are a form of taxation that might put the brakes on oversaturation, give government a means of regulating the market, maybe keep neâ&#x20AC;&#x2122;er-do-wells off the streets and even fuel a robust enforcement regimen where none currently exists. â&#x20AC;&#x153;They all should be issued â&#x20AC;&#x2DC;mini-platesâ&#x20AC;&#x2122; for their bikes, and when they go thru lights, ticketed!â&#x20AC;? wrote Sherry Ahimsa, who lives on the Lower East Side. â&#x20AC;&#x153;Iâ&#x20AC;&#x2122;m writing to local officials. Maybe you can also.â&#x20AC;? The columnâ&#x20AC;&#x2122;s focus was on the impact of bicycles on the street-level, or horizontal, grid. But Upper East Side resident James Mahoney argues theyâ&#x20AC;&#x2122;re also proving detrimental to the vertical grid, meaning the forest of skyscrapers that spring from the intersection of street and avenue. â&#x20AC;&#x153;Bikes are insinuating themselves right into our office buildings,â&#x20AC;? he said. â&#x20AC;&#x153;I for one do not welcome them.â&#x20AC;? Mahoney is right. Under the 2009 Bicycle Access to Office Buildings Law, cyclists are permitted to park their bicycles in or near their workplaces. As the city Department of Transportation helpfully notes on its website, many offices have unused â&#x20AC;&#x153;dead spaceâ&#x20AC;? in their reception areas that can be utilized for bike parking. Funny, I always thought a business had the right to decide how it wants to use its reception area, not the DOT. But thatâ&#x20AC;&#x2122;s a column for another day.


MAY 11-17,2017

TRUMP VISIT CONTINUED FROM PAGE 1 A small group of Trump supporters draped in U.S. flags and wearing “Make America Great Again” hats taunted the protesters. The pro-Trump demonstrators marched back and forth along the barricaded pens on the sidewalk occupied by protesters, chanting “You lost!” and “Thank you, Trump!” After several intense confrontations between Trump supporters and protesters, police herded the supporters into a separate pen. According to an NYPD spokesperson, there were no arrests. Earlier in the afternoon, hundreds gathered at DeWitt Clinton Park for a rally led by local politicians before marching six blocks south along the West Side Highway to the Intrepid. New York City Public Advocate Letitia James, Manhattan Borough President Gale Brewer, State Senator Brad Hoylman and others addressed the protesters, who waved signs and banged pots and pans in approval of the anti-Trump sentiment. “This illegitimate president has waged a war on the American people,” James said. “He’s trying to strip us of our most basic fundamental rights.” The president’s itinerary

23

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DAN BROWN The Da Vinci Code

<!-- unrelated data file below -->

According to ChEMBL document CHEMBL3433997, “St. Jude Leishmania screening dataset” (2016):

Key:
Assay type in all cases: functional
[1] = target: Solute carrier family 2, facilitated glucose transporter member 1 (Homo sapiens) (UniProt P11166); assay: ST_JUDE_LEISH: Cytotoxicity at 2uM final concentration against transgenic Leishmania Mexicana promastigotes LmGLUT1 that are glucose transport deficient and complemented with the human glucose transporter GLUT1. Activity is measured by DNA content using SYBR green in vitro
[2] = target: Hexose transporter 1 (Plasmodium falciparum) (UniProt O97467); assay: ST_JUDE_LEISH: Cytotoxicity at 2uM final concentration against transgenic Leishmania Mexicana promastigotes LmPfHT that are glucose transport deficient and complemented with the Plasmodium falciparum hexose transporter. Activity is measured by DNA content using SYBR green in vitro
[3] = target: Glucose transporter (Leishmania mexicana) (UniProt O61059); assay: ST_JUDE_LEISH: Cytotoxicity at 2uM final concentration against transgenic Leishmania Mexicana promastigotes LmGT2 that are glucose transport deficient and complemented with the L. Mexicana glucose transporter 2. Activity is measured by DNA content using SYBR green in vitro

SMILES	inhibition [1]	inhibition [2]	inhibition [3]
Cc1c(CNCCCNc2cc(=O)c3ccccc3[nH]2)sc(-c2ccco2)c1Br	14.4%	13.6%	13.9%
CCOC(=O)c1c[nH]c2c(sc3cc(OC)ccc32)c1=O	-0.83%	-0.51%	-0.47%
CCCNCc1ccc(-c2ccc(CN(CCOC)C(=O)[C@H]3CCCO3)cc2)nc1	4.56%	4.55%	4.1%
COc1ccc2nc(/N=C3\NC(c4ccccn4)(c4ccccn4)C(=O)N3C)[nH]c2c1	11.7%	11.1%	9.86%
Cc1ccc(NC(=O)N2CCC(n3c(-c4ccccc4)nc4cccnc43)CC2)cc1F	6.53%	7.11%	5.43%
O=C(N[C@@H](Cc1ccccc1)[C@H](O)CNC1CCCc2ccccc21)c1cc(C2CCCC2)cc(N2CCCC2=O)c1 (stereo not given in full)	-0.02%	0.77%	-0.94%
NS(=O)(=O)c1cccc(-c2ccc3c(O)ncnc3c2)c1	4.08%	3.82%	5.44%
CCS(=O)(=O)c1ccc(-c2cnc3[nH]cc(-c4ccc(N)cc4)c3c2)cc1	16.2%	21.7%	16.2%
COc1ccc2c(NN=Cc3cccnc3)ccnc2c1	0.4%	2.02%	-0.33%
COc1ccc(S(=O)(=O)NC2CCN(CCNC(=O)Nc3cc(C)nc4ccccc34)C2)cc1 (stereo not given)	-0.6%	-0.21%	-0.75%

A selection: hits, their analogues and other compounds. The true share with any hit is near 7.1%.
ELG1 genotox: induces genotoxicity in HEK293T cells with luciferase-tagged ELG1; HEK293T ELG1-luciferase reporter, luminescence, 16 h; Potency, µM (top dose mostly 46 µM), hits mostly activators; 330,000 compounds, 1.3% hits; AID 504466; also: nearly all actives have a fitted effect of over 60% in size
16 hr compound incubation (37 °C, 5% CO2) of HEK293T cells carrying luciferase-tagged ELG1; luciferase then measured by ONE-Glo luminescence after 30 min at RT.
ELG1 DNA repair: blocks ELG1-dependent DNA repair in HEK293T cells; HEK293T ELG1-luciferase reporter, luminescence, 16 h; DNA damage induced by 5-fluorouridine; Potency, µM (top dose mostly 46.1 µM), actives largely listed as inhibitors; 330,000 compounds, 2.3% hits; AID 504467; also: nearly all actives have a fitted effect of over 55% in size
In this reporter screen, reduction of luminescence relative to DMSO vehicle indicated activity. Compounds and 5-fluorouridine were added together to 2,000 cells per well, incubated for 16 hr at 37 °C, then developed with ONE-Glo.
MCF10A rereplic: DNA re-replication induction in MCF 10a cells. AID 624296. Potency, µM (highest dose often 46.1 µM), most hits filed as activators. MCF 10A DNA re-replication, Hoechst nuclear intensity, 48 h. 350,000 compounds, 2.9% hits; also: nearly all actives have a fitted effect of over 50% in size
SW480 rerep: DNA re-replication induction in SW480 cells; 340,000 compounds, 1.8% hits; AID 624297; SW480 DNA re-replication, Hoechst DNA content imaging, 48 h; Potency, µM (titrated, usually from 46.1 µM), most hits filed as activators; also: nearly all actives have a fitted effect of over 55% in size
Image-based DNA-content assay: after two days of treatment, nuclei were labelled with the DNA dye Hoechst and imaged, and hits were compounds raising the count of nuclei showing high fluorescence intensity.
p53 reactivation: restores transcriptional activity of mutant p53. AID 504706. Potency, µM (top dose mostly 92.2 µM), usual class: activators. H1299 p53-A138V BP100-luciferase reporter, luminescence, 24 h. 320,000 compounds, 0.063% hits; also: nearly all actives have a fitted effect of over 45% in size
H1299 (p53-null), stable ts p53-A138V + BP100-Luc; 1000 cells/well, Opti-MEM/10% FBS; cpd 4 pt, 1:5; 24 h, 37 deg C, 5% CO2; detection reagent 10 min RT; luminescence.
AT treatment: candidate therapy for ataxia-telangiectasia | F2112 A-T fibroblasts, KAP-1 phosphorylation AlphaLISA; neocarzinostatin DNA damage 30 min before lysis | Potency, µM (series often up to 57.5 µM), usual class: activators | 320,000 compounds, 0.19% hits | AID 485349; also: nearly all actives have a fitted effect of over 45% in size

VERONICA ROTH The Divergent Series

CONNOR FRANTA YouTuber

JEFF KINNEY Diary of a Wimpy Kid Series

KRYSTEN RITTER Marvel’s Jessica Jones

KWAME ALEXANDER The Crossover

MARC MARON WTF with Marc Maron Podcast

JEFFERY TAMBOR Are You Anybody?

DAV PILKEY Captain Underpants

MARGARET ATWOOD The Handmaid’s Tale

JASON REYNOLDS When I Was the Greatest

RAINBOW ROWELL Eleanor & Park

A Trump supporter taunts protesters by waving a pacifier. Photo: Michael Garofalo initially included two stops in Midtown, at his penthouse apartment in Trump Tower and at the Peninsula Hotel a block away for a meeting with Australian Prime Minister Malcolm Turnbull (Trump instead met later with Turnbull aboard the Intrepid), but his arrival in New York was delayed after Republican representatives joined Trump at the White House to celebrate the House’s vote, earlier in the day, to pass the American Health Care Act. A small crowd of protesters — and a handful of Trump supporters — gathered along Fifth Avenue outside Trump Tower even after word spread that Trump would head directly to the Intrepid upon his arrival in New York, but the scene was

Protesting on the West Side Highway on Thursday, May 4. Photo: Preston Ehrler

subdued in comparison to earlier protests outside the building after Election Day and the inauguration. “It actually looks like less people than normal,” one police officer remarked as he directed pedestrian traffic at the 56th Street intersection opposite Trump Tower. The NYPD maintained a significant presence outside the president’s former primary residence, as it has since the election. Days before Trump’s visit, Congress reached an agreement to allocate $68 million to reimburse local governments for costs associated with protecting the president and his family, the culmination of a months-long effort by local leaders to secure federal funding and ease the burden on the city’s budget. NYPD security at Trump Tower cost the city $24 million during the period from Election Day to Inauguration Day. Trump’s wife, Melania, and son, Barron, have continued living at the tower since Trump moved to the White House in January. Their security costs the city an estimated $127,000 to $146,000 per day. During presidential visits, that figure rises to $308,000 per day. “We know that we will be substantially be made whole for that time up to Inauguration Day, and we know that the stage has been set to get substantial reimbursement for the days after,” Mayor Bill de Blasio said at a press conference May 5 announcing the appropriations. After the ceremony at the Intrepid, the president opted against spending the night at Trump Tower. Instead, he headed west across the Hudson River en route to Trump National Golf Club in New Jersey. “Rather than causing a big disruption in N.Y.C., I will be working out of my home in Bedminster, N.J. this weekend,” Trump announced via Twitter the next day. “Also saves country money!”